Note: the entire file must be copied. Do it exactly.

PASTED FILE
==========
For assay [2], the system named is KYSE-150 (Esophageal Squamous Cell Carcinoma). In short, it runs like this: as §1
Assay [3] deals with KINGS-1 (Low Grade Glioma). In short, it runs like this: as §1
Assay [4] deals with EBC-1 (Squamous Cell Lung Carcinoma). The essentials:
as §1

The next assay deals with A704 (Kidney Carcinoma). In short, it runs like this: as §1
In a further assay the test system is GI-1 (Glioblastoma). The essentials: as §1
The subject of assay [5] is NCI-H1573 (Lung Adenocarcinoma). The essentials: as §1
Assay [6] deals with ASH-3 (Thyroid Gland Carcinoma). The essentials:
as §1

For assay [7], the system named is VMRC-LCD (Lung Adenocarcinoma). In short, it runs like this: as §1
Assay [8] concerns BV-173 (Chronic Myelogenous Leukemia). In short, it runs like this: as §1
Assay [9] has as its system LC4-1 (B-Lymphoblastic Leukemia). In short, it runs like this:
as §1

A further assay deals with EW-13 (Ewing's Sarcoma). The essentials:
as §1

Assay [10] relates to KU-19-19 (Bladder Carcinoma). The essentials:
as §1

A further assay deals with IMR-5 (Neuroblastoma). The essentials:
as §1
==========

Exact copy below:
For assay [2], the system named is KYSE-150 (Esophageal Squamous Cell Carcinoma). In short, it runs like this: as §1
Assay [3] deals with KINGS-1 (Low Grade Glioma). In short, it runs like this: as §1
Assay [4] deals with EBC-1 (Squamous Cell Lung Carcinoma). The essentials:
as §1

The next assay deals with A704 (Kidney Carcinoma). In short, it runs like this: as §1
In a further assay the test system is GI-1 (Glioblastoma). The essentials: as §1
The subject of assay [5] is NCI-H1573 (Lung Adenocarcinoma). The essentials: as §1
Assay [6] deals with ASH-3 (Thyroid Gland Carcinoma). The essentials:
as §1

For assay [7], the system named is VMRC-LCD (Lung Adenocarcinoma). In short, it runs like this: as §1
Assay [8] concerns BV-173 (Chronic Myelogenous Leukemia). In short, it runs like this: as §1
Assay [9] has as its system LC4-1 (B-Lymphoblastic Leukemia). In short, it runs like this:
as §1

A further assay deals with EW-13 (Ewing's Sarcoma). The essentials:
as §1

Assay [10] relates to KU-19-19 (Bladder Carcinoma). The essentials:
as §1

A further assay deals with IMR-5 (Neuroblastoma). The essentials:
as §1